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Brief Report

Tinzaparin vs. Nadroparin Safety and Efficacy in Neurosurgery

1
Department of Neurosurgery, University Hospital Leipzig, Liebigstrasse 20, 04103 Leipzig, Germany
2
Department of Anesthesiology and Intensive Care, University Hospital Leipzig, Liebigstrasse 20, 04103 Leipzig, Germany
*
Author to whom correspondence should be addressed.
Academic Editor: O-ki Kwon
Neurol. Int. 2021, 13(2), 202-206; https://doi.org/10.3390/neurolint13020021
Received: 11 April 2021 / Revised: 5 May 2021 / Accepted: 8 May 2021 / Published: 13 May 2021
Background: An outbreak of African swine fever (ASF) in China in 2020 has led to an unprecedented shortage of nadroparin. Most patients, especially those kept in hospital for surgery, are currently treated with prophylactic anticoagulation (AC). In search of alternatives for nadroparin (fraxiparine), we found no sufficient data on alternatives for neurosurgical patients, such as tinzaparin of European origin. We compared nadroparin and tinzaparin concerning adverse events (bleeding versus thromboembolic events) in neurosurgical patients. Methods: Between 2012 and 2018, 517 neurosurgical patients with benign and malignant brain tumors as well as 297 patients with subarachnoid hemorrhage (SAH) were treated in the Department of Neurosurgery, University Hospital Leipzig, receiving prophylactic anticoagulation within 48 h. In 2015, prophylactic anticoagulation was switched from nadroparin to tinzaparin throughout the university hospital. In a retrospective manner, the frequency and occurrence of adverse events (rebleeding and thromboembolic events) in connection with the substance used were analyzed. Statistical analysis was performed using Fisher’s exact test and the chi-squared test. Results: Rebleeding rates were similar in both nadroparin and tinzaparin cohorts in patients being treated for meningioma, glioma, and SAH combined (8.8% vs. 10.3%). Accordingly, the rates of overall thromboembolic events were not significantly different (5.5% vs. 4.3%). The severity of rebleeding did not vary. There was no significant difference among subgroups when compared for deep vein thrombosis (DVT) or pulmonary embolism (PE). Conclusion: In this retrospective study, tinzaparin seems to be a safe alternative to nadroparin for AC in patients undergoing brain tumor surgery or suffering from SAH. View Full-Text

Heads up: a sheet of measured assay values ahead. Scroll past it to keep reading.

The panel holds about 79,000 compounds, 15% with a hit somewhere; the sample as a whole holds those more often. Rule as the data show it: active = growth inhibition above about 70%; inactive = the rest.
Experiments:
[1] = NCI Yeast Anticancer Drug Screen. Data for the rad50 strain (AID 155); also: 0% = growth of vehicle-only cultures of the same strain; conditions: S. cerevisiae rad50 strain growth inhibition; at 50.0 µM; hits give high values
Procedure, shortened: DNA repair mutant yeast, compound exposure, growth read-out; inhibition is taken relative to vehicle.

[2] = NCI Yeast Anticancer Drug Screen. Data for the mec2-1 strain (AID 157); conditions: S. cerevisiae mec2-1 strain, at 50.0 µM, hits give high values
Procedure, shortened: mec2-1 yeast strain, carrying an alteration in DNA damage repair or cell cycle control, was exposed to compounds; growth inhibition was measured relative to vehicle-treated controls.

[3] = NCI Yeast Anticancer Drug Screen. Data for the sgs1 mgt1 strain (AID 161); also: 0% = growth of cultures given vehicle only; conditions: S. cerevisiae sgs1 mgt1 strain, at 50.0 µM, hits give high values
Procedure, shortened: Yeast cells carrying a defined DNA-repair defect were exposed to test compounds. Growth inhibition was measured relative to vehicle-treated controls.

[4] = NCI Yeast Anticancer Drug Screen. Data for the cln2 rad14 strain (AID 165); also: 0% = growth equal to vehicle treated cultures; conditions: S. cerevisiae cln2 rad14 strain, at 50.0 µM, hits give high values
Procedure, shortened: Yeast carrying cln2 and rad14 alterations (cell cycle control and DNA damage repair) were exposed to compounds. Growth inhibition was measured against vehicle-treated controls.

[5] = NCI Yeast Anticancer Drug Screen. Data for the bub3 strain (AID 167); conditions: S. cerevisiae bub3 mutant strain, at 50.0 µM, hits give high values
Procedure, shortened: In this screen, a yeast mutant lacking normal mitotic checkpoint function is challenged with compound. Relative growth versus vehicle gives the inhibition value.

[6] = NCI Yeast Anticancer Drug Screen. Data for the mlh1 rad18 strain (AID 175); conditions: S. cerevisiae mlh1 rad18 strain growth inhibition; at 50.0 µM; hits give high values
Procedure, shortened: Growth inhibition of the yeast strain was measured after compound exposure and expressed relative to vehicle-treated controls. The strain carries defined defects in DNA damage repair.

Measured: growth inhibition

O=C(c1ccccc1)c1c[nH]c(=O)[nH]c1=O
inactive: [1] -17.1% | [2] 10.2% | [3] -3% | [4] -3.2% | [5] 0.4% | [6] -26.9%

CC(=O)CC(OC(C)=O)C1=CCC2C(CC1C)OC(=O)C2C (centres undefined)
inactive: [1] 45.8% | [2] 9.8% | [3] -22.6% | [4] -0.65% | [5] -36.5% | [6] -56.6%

Keywords: tinzaparin; African swine fever; heparin shortage; nadroparin; neurosurgery; perioperative anticoagulation tinzaparin; African swine fever; heparin shortage; nadroparin; neurosurgery; perioperative anticoagulation
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MDPI and ACS Style

Wilhelmy, F.; Hantsche, A.; Gaier, M.; Kasper, J.; Fehrenbach, M.K.; Oesemann, R.; Meixensberger, J.; Lindner, D. Tinzaparin vs. Nadroparin Safety and Efficacy in Neurosurgery. Neurol. Int. 2021, 13, 202-206. https://doi.org/10.3390/neurolint13020021

AMA Style

Wilhelmy F, Hantsche A, Gaier M, Kasper J, Fehrenbach MK, Oesemann R, Meixensberger J, Lindner D. Tinzaparin vs. Nadroparin Safety and Efficacy in Neurosurgery. Neurology International. 2021; 13(2):202-206. https://doi.org/10.3390/neurolint13020021

Chicago/Turabian Style

Wilhelmy, Florian, Annika Hantsche, Michael Gaier, Johannes Kasper, Michael K. Fehrenbach, Rene Oesemann, Jürgen Meixensberger, and Dirk Lindner. 2021. "Tinzaparin vs. Nadroparin Safety and Efficacy in Neurosurgery" Neurology International 13, no. 2: 202-206. https://doi.org/10.3390/neurolint13020021

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